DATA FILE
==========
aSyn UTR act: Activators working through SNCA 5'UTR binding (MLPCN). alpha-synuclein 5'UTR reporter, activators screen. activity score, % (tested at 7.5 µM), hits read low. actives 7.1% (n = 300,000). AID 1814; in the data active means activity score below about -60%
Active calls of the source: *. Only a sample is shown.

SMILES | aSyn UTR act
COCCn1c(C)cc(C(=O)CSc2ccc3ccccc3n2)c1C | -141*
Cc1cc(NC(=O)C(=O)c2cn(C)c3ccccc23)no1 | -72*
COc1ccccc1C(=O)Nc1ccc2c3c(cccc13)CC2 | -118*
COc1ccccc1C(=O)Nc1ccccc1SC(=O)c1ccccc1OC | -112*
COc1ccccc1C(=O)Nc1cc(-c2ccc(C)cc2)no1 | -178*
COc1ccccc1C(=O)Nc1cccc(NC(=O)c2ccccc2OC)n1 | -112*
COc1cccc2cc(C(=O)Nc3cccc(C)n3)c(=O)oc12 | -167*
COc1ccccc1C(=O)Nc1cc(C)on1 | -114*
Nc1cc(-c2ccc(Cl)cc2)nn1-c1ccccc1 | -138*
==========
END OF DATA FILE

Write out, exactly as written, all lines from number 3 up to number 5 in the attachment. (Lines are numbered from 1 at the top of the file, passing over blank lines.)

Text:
SMILES | aSyn UTR act
COCCn1c(C)cc(C(=O)CSc2ccc3ccccc3n2)c1C | -141*
Cc1cc(NC(=O)C(=O)c2cn(C)c3ccccc23)no1 | -72*